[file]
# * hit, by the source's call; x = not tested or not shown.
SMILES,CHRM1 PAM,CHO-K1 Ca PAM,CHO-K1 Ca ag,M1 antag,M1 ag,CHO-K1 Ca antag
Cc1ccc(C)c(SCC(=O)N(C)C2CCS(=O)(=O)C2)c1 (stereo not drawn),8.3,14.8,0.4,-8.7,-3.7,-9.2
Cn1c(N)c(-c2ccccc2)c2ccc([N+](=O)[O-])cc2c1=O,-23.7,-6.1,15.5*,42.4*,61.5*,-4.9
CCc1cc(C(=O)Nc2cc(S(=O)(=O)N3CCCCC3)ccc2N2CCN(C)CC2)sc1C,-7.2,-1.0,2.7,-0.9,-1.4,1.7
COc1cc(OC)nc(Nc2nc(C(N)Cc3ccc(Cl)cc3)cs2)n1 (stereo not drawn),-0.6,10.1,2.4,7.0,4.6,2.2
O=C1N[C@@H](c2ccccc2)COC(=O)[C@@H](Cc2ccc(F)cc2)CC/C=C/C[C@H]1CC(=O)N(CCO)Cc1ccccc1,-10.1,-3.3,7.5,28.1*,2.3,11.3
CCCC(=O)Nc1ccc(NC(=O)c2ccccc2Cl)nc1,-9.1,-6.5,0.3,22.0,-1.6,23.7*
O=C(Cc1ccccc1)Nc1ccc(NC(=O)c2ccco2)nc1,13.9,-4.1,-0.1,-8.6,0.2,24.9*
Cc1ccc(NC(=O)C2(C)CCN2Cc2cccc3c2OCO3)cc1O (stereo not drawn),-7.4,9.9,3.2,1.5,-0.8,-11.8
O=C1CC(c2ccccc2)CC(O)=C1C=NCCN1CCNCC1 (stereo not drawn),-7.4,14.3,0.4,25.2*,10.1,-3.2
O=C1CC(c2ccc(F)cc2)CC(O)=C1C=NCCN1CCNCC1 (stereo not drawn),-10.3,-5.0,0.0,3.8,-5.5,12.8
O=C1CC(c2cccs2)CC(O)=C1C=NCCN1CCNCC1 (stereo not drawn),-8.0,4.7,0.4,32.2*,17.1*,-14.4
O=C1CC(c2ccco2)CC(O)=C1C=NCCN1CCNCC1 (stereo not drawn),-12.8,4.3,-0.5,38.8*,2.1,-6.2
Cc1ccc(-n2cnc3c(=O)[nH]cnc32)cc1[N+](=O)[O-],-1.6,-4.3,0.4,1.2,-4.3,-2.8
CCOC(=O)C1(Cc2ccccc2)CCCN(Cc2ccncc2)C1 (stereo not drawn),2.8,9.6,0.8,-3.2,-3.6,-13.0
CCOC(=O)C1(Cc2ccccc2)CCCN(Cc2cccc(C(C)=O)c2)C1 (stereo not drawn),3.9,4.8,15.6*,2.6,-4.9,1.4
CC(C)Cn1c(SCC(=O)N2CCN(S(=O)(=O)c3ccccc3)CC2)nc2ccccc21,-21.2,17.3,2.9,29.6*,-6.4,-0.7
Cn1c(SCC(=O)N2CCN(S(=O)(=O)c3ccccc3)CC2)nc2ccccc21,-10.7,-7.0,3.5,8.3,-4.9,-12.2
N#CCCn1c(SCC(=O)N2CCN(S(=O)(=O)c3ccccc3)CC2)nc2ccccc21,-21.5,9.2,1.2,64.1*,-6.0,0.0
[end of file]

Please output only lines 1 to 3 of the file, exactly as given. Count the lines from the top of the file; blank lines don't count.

# * hit, by the source's call; x = not tested or not shown.
SMILES,CHRM1 PAM,CHO-K1 Ca PAM,CHO-K1 Ca ag,M1 antag,M1 ag,CHO-K1 Ca antag
Cc1ccc(C)c(SCC(=O)N(C)C2CCS(=O)(=O)C2)c1 (stereo not drawn),8.3,14.8,0.4,-8.7,-3.7,-9.2